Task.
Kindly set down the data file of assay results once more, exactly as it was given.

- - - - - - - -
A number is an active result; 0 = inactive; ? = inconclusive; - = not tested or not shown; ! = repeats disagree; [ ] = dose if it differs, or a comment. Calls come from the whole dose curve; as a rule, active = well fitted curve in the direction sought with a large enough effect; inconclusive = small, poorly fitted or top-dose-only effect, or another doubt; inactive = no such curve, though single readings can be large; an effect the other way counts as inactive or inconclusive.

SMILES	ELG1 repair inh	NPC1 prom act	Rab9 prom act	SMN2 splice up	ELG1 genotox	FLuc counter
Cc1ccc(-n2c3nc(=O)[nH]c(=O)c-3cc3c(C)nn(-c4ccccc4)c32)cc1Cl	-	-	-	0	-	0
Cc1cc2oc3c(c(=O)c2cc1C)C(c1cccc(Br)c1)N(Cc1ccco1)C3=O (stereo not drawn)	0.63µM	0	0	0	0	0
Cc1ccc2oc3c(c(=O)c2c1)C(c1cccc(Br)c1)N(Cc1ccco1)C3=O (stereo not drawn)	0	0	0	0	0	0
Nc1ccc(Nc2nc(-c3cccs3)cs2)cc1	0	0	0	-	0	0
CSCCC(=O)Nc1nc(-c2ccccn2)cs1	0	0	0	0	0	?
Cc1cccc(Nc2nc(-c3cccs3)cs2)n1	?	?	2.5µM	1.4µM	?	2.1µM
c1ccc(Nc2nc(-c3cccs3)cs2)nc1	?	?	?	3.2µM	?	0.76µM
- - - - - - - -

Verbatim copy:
A number is an active result; 0 = inactive; ? = inconclusive; - = not tested or not shown; ! = repeats disagree; [ ] = dose if it differs, or a comment. Calls come from the whole dose curve; as a rule, active = well fitted curve in the direction sought with a large enough effect; inconclusive = small, poorly fitted or top-dose-only effect, or another doubt; inactive = no such curve, though single readings can be large; an effect the other way counts as inactive or inconclusive.

SMILES	ELG1 repair inh	NPC1 prom act	Rab9 prom act	SMN2 splice up	ELG1 genotox	FLuc counter
Cc1ccc(-n2c3nc(=O)[nH]c(=O)c-3cc3c(C)nn(-c4ccccc4)c32)cc1Cl	-	-	-	0	-	0
Cc1cc2oc3c(c(=O)c2cc1C)C(c1cccc(Br)c1)N(Cc1ccco1)C3=O (stereo not drawn)	0.63µM	0	0	0	0	0
Cc1ccc2oc3c(c(=O)c2c1)C(c1cccc(Br)c1)N(Cc1ccco1)C3=O (stereo not drawn)	0	0	0	0	0	0
Nc1ccc(Nc2nc(-c3cccs3)cs2)cc1	0	0	0	-	0	0
CSCCC(=O)Nc1nc(-c2ccccn2)cs1	0	0	0	0	0	?
Cc1cccc(Nc2nc(-c3cccs3)cs2)n1	?	?	2.5µM	1.4µM	?	2.1µM
c1ccc(Nc2nc(-c3cccs3)cs2)nc1	?	?	?	3.2µM	?	0.76µM